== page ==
Happy 2020 (and and new video)
We have been creating short videos to welcome the new year since 2008. This year was no exception. These videos, created on a shoe-string budget, are usually typographical in nature with some kind of an optical illusion or AHA! moment built in. Check out our latest creation to welcome 2020 titled Writing with Light, (created with a budget of zero dollars!).
You can see all the previous years’ videos here. Some of them are quite cool, if I say so myself.
What is going on here? OR How does this work?
This video uses the idea of light painting. As Wikipedia describes it
Light painting, painting with light, light drawing, or light art performance photography are terms that describe photographic techniques of moving a light source while taking a long exposure photograph,
The key here is long exposure, i.e. keeping the camera shutter open for a relatively long time (in this case two shots of 6 seconds each – one for 2019 and the other for 2020) to let moving light create an image. (For instance the banner image above was created by somebody writing in the air with a sparkler.)
This video takes the idea of light painting or writing to another level. It is light painting with an animation! What is interesting is that even though you can see the animation and the entire process, it is difficult to predict what the final image that shows up on the still camera (the one taking the long exposure photo) will look like.
So lets break it down.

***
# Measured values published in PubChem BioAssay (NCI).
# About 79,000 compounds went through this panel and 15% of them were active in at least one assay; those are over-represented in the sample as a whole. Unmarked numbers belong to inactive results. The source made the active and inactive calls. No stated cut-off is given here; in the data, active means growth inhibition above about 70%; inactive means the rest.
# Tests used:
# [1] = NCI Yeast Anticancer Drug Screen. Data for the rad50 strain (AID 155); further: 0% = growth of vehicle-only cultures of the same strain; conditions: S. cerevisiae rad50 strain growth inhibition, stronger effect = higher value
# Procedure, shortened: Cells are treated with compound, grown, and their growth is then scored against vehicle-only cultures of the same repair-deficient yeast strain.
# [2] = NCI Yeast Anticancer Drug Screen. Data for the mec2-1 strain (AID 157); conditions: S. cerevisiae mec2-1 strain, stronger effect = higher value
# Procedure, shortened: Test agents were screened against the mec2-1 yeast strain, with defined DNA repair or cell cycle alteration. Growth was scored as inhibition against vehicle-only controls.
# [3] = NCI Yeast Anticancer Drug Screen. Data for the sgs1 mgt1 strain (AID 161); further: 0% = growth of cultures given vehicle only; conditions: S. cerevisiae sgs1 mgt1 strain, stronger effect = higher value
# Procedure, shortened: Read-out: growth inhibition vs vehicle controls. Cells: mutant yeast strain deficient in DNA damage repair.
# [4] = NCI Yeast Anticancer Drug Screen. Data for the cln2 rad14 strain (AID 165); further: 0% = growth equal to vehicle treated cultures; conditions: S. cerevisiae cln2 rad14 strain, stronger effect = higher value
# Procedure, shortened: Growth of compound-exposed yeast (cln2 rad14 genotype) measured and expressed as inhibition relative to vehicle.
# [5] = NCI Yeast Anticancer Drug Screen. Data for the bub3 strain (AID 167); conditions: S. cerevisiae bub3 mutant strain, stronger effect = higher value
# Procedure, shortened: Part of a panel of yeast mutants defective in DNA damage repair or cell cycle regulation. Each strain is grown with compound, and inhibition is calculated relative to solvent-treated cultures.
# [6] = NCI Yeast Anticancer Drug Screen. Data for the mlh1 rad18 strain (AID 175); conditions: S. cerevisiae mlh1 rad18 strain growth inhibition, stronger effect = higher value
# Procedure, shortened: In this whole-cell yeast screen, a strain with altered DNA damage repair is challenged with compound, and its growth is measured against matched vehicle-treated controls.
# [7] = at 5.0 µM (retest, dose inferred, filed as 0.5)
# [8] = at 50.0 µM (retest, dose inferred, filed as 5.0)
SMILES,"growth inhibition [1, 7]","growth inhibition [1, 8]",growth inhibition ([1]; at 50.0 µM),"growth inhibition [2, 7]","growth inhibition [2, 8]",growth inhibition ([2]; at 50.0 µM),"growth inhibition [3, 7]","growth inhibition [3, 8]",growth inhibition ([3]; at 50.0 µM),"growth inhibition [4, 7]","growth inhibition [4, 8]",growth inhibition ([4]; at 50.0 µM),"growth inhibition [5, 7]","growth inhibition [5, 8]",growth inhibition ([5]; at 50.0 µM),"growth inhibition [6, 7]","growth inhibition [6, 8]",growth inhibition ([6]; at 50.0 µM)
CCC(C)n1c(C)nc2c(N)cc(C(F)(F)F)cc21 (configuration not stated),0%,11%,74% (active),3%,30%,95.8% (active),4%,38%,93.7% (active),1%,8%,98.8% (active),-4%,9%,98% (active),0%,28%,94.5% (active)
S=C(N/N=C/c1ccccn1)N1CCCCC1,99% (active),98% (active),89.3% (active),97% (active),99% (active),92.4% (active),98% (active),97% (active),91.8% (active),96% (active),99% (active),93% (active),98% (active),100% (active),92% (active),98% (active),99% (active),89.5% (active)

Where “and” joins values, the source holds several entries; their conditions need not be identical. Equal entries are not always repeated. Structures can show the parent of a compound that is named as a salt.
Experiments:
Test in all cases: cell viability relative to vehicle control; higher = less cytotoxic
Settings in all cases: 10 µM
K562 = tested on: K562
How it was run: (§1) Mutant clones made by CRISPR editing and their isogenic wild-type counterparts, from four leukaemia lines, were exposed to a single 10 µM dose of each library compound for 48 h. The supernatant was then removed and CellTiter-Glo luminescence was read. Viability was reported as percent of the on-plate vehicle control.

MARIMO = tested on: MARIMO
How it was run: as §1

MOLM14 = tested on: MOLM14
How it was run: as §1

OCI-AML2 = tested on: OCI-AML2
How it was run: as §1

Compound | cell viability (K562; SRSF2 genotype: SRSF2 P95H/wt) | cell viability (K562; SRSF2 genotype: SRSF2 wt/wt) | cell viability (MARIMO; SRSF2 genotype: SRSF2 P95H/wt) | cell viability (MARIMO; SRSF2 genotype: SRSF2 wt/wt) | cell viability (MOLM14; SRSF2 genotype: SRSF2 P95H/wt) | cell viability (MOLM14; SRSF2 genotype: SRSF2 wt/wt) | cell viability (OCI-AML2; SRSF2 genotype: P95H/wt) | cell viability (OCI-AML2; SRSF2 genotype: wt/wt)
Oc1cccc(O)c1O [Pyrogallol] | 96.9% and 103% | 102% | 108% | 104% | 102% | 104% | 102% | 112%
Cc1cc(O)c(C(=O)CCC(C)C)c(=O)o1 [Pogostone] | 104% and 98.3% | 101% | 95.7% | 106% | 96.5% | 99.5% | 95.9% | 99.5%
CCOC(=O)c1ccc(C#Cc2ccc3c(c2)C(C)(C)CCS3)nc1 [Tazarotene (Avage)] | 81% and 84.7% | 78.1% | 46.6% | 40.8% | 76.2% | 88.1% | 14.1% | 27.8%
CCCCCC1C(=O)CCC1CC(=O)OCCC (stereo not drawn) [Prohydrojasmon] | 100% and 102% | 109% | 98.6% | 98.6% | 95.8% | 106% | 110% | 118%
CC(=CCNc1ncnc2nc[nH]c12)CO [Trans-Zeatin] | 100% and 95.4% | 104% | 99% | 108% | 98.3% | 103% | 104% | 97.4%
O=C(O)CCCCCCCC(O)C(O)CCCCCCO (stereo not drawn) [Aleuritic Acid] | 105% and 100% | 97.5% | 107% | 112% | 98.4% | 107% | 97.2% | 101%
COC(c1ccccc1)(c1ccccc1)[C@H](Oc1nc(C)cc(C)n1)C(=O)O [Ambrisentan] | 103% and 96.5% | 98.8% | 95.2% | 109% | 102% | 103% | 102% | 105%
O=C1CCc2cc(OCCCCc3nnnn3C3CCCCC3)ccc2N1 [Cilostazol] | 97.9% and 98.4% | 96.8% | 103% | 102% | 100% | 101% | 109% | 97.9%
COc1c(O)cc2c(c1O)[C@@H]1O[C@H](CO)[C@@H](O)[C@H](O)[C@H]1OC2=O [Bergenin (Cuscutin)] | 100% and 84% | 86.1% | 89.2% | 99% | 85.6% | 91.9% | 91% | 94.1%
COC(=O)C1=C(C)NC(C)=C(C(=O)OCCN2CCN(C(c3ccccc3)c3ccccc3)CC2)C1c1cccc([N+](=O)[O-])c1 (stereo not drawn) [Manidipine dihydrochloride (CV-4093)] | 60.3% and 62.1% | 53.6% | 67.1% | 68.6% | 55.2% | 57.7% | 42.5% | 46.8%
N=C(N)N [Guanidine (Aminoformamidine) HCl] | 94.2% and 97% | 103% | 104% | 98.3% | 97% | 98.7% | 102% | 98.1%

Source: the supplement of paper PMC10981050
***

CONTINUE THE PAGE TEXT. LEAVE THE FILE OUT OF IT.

The video starts with an abstract animation which is in two parts. (That is what you see at the beginning of the video). This animation, created using Keynote on the Mac, is at the heart of the entire trick. I have extracted them as two animated gifs below. Look carefully, what do you see?
This animation is nothing but the numbers “2019” and “2020” moving across the screen as seen through a slit. Essentially the numbers are in the background, moving behind two black boxes with a gap between them. The two animated gifs below will make it clearer – since I have reduced the transparency of the black rectangles so that you can see what is really going on. All you see in the gifs above are the white portions of the numbers as they pass below the gap between two black blocks.)
The direction of the movement also matters. Note that 2019 is moving from left to right while 2020 moves from right to left. This is important because it tells us how the laptop is to move with respect to the still camera.
When the laptop moves with respect to a still camera, with its shutter open, the light of the animation “paints” the complete image on the camera—which in this case happen to be 2019 (when the laptop moves left to right) and 2020 (when going in the reverse direction)!
For the shoot, the laptop was placed on a skateboard that could be moved (by someone hiding behind the table) from right to left for 2019 and from left to right for 2020, the opposite direction of the actual animation). The setup is sketched out below.
Once the things have been set up, the video camera is switched on and stays on the entire time. The DSLR is switched on twice, once for the 2019 and the next time for 2020, giving us these two images – created by nothing but light. How cool is that!
This post was originally published on Punya Mishra’s website and has been included here with permission.